Best of Weeks, Not So Best of Weeks

The best: the Lilly Ledbetter Fair Pay Act was the first bill signed into law by President Barack Obama. This photo says, better than a thousand words, the joy of this step forward for gender equality in compensation. That’s Lilly, the blonde in the middle (I won’t identify by her red jacket because it seems Senators Barbara Mikulski and Olympia Snowe and Rep.Eleanor Holmes Norton also got the memo).

Am I alone in noting the contrast between this photo, with its diverse group of people and the photo of old white men surrounding George Bush when he signed the abortion ban bill? Quite a sea change. Breathe out now. Guess which one of the signings I was invited to, and which one not.

But on to the not so best, for some happenings this past week were more like Washington as usual:

*The beached whale alarms bellowed by the Republican Right, shocked (!) that the Medicaid expansion provision of Obama’s stimulus package includes bureaucratic relief so states can, if they choose, extend preventive family planning health care to women who are above the poverty line but low income and uninsured. Well, apparently, the Democrats–the men at least–aren’t any more comfortable with the topic.

*The Democratic president’s lightening-swift and utterly gratuitous capitulation to those politically beached bloviators. As if they hadn’t known when they put the family planning extension into the stimulus package that it would be a red flag. Did they perhaps intend it as bait to draw the sting away from other vulnerable provisions? But if so, why pray tell did they have to choose the one aspect of the plan that had “woman” written on it?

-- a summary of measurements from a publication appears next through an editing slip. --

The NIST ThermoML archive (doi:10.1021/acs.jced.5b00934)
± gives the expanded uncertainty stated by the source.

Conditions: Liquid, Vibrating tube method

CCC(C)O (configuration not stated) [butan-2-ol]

*The media pundits making jokes when they had to say the words “stimulus” and “contraception”, because, well, isn’t sex always amusing? As in, not a serious issue for legislators to consider? Suddenly shy of controversy, Chris Matthews posited that family planning is a private matter, not for the government to consider. Where was his dismay these last eight years when the anti-choice right was plunging straight into Americans’ “private” reproductive decisions?

*Disputes within the women’s movement and family planning faithful. “Maybe this really doesn’t belong in the stimulus plan even though it is important.” “Maybe we don’t want to put forth the argument that family planning saves $4 for every $1 spent on health and welfare funding alone; it sounds too elitist.” Or, “Maybe we need to duck, withdraw the provision and quietly fight this battle behind the scenes so it doesn’t make news and stir up the opposition. As if the opposition wouldn’t notice. Meanwhile, Beltway veterans will say, we need Obama for so many other things. He’s removed the Global Gag Rule already. He issued an eloquent tribute to Roe v Wade. And he supports the Prevention First Act. What else do you want, they ask.

Maybe the best of next week will be the Prevention First Act, with (my fantasy) the addition of the Medicaid waiver provision that got cut out of the stumulus package. After all, Obama says family planning funding is a high priority for him, and TPM reports sources indicated to them that a bill could start moving very soon.

GLORIA FELDT is the New York Times bestselling author of several books including No Excuses: 9 Ways Women Can Change How We Think About Power, a sought-after speaker and frequent contributor to major news outlets, and the Co-Founder and President of Take The LeadPeople has called her “the voice of experience,” and among the many honors she has been given, Vanity Fair called her one of America’s “Top 200 Women Legends, Leaders, and Trailblazers,” and Glamour chose her as a “Woman of the Year.”

As co-founder and president of Take The Lead, a leading women’s leadership nonprofit, her mission is to achieve gender parity by 2025 through innovative training programs, workshops, a groundbreaking 50 Women Can Change The World immersive, online courses, a free weekly newsletter, and events including a monthly Virtual Happy Hour program and a Take The Lead Day symposium that reached over 400,000 women globally in 2017.

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